Once when Van Halen's dashing young singer, Dave Lee Roth, was looking for an extra-heavy brick to throw at music critics, he said they were jealous of him because they all look like Elvis Costello.
It was not chance that Roth came up with that name. There have been few more unlikely pop idols since Buddy Holly, whom Costello superficially resembles.
From his appearance to his voice to his writing, Costello has found strength in apparent vulnerability. With surgical calculation, he has cut into rock's soft underbelly and focused on the frailties and frustrations of life and love from which Roth and his kind can only offer a transitory escape.
Roth lives out our fantasies; we live out Costello's.
Despite the crisp playing of his band, the Attractions, Costello can be obtuse in projecting his ideas.
Intricate word associations and nebulous tunes depend on a voice that alternates between soft intimacy and a harsh, unsteady whine. In either mode, Costello seems to balance precariously on the point of going out of tune.
Due to the breakdown of the truck carrying his equipment, the Mesa show was an hour late in starting. By the time Costello went on, anticipation was rife.
His entry was hardly dramatic.
Dressed in a crumpled charcoal-gray suit, a collarless black shirt and heavy-framed glasses, Costello looked more like an errant parson than a priest of pop.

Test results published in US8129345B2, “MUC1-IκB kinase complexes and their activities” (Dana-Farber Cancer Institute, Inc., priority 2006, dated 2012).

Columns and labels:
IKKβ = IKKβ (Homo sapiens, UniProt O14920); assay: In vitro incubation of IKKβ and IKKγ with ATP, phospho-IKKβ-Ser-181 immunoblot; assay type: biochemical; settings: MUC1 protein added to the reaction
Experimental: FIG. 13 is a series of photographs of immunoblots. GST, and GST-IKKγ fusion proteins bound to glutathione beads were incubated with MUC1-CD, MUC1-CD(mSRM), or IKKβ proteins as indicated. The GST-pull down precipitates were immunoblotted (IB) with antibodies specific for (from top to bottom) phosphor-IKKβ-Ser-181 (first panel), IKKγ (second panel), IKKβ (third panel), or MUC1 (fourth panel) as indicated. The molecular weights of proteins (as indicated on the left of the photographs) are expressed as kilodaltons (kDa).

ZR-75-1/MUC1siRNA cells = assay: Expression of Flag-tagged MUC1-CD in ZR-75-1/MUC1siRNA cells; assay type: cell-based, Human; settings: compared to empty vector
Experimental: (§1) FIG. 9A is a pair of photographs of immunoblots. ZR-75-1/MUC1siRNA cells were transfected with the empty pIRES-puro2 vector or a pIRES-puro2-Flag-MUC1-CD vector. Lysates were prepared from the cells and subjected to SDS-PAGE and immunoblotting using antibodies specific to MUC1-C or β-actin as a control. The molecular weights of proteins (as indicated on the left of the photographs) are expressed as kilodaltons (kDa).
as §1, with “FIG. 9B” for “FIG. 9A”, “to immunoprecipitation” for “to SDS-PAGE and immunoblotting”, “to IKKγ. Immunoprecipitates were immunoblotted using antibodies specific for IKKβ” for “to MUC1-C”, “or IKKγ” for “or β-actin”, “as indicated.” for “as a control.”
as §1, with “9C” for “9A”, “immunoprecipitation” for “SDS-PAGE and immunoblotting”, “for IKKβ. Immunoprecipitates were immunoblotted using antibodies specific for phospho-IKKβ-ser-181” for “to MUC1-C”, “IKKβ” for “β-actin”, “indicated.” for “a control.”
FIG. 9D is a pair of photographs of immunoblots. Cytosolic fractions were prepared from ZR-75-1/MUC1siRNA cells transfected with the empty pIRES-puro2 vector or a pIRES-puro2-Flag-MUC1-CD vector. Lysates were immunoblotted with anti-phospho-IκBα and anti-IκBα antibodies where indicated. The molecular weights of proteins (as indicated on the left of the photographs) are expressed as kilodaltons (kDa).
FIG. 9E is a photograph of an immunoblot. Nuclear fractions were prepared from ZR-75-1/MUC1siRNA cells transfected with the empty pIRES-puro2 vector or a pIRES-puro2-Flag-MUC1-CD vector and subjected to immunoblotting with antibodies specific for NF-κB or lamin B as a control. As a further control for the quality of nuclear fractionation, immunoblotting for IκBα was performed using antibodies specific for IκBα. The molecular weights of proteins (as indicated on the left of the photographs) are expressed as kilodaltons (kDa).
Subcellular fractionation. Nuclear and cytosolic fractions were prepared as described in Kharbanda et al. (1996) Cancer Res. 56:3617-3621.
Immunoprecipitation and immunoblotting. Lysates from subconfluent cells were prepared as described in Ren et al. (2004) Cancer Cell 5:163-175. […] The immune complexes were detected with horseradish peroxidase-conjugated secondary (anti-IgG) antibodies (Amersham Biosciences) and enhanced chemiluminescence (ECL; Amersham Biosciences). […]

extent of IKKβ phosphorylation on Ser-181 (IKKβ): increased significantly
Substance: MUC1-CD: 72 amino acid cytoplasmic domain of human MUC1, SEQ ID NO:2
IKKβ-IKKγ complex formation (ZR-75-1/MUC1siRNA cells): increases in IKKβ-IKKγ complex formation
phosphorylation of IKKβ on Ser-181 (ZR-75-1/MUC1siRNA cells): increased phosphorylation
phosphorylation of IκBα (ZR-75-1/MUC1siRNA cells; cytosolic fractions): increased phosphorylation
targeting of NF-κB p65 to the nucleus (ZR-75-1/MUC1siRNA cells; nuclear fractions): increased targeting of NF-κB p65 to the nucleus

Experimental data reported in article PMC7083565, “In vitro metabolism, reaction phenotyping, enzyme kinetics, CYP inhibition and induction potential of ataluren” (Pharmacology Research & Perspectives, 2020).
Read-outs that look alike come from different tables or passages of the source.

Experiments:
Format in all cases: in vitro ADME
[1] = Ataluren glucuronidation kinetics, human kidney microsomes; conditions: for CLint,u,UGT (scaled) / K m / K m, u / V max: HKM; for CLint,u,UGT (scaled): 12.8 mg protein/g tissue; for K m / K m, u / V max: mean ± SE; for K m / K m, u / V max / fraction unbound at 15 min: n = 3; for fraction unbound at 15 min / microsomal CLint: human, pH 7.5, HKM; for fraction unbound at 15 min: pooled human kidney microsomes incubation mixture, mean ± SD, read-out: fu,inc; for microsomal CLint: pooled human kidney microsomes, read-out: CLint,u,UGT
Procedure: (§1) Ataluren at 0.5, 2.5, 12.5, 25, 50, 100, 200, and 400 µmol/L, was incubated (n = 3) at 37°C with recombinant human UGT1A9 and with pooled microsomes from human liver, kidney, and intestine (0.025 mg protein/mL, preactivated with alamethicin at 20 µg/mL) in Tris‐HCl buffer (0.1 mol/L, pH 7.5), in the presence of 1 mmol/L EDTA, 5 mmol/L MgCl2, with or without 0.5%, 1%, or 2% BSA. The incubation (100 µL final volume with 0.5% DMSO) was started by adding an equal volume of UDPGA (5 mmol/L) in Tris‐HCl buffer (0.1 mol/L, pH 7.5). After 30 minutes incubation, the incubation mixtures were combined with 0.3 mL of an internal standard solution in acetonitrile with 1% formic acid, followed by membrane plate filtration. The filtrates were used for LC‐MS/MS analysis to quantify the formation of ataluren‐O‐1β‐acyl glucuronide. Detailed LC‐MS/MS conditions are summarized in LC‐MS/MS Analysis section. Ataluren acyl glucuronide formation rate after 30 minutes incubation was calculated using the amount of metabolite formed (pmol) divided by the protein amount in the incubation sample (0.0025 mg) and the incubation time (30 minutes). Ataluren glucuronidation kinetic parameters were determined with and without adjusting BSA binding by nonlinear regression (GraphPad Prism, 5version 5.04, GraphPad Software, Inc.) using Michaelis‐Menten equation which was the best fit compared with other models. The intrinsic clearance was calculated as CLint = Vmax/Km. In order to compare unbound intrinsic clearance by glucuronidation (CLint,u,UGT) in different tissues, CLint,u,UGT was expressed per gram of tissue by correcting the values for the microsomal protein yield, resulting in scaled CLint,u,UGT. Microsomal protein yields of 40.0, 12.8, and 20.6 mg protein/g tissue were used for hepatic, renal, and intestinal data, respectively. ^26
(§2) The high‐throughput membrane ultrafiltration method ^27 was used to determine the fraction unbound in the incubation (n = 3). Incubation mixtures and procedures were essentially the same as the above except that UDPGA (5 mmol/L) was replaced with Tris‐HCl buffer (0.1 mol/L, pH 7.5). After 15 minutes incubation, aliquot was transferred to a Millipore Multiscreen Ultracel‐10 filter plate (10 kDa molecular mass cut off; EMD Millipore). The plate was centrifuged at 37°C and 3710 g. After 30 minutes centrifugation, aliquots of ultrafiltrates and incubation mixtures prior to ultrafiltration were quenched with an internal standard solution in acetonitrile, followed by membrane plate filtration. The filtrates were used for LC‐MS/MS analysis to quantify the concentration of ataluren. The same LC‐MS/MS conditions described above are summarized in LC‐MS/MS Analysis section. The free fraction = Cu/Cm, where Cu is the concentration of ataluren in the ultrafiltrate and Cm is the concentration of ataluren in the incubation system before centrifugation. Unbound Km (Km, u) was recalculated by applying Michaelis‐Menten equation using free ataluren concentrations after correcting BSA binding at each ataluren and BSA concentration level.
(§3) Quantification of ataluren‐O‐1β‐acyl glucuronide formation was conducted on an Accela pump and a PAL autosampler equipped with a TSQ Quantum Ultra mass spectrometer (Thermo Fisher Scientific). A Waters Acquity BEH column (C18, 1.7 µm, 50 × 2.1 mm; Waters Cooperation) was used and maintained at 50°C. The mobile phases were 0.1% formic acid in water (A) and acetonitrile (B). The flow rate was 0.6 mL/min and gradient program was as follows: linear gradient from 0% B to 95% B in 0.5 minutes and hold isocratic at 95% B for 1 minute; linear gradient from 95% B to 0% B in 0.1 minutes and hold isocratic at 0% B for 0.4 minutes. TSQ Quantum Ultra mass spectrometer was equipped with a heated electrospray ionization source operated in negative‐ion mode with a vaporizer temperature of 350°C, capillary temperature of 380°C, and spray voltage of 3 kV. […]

His performance was efficient, with little movement or time wasted: Costello's diction was not too clear, but was comparatively colorful tonally.
He even did a reasonable job of Merle Haggard's "Tonight the Bottle Let Me Down," a song that did little more than highlight his vocal shortcomings when he recorded it last year.
The material off the new album, Imperial Bedroom, naturally lacked the sensitive orchestral arrangements on the record. But the three Attractions, and in particular keyboard player Steve Neive, gave thorough and dedicated support.
The crowd of 2,900 stayed on its feet till the end, and brought Costello back for at least two encores.
Part of the crowd's excitement was due to the Jetzons, whose professionalism and proficiency were outstanding.
If any local pop band has a chance at bigger things, it would seem to be the Jetzons. Their concepts are impressive, from their logo to their volatile, slick songs.
Their writing and playing have been refined to a tight format that may be short on variety but is very exciting.
Their blend of a remorseless beat, keyboard decorations and Bruce Connole's singing and incisive lead guitar deserved an encore. The crowd certainly wanted it, but apparently whoever was keeping time backstage didn't.